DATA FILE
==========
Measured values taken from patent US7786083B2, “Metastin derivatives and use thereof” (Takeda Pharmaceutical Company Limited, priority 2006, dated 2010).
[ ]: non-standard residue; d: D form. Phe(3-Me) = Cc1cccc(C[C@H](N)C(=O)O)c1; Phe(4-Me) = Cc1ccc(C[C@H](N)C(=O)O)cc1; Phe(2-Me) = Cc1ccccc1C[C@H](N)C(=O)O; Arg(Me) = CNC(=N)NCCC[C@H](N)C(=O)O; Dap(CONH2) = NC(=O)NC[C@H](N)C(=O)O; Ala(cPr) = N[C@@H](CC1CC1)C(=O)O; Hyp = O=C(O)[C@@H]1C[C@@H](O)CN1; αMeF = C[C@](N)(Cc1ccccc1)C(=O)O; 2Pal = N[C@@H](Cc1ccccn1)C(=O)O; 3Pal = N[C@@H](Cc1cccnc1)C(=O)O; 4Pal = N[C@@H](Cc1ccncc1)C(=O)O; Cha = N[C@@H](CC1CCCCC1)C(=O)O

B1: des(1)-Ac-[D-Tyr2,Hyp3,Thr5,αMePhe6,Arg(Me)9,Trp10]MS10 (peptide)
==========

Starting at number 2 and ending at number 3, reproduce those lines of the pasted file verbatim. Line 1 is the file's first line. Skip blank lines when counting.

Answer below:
[ ]: non-standard residue; d: D form. Phe(3-Me) = Cc1cccc(C[C@H](N)C(=O)O)c1; Phe(4-Me) = Cc1ccc(C[C@H](N)C(=O)O)cc1; Phe(2-Me) = Cc1ccccc1C[C@H](N)C(=O)O; Arg(Me) = CNC(=N)NCCC[C@H](N)C(=O)O; Dap(CONH2) = NC(=O)NC[C@H](N)C(=O)O; Ala(cPr) = N[C@@H](CC1CC1)C(=O)O; Hyp = O=C(O)[C@@H]1C[C@@H](O)CN1; αMeF = C[C@](N)(Cc1ccccc1)C(=O)O; 2Pal = N[C@@H](Cc1ccccn1)C(=O)O; 3Pal = N[C@@H](Cc1cccnc1)C(=O)O; 4Pal = N[C@@H](Cc1ccncc1)C(=O)O; Cha = N[C@@H](CC1CCCCC1)C(=O)O

B1: des(1)-Ac-[D-Tyr2,Hyp3,Thr5,αMePhe6,Arg(Me)9,Trp10]MS10 (peptide)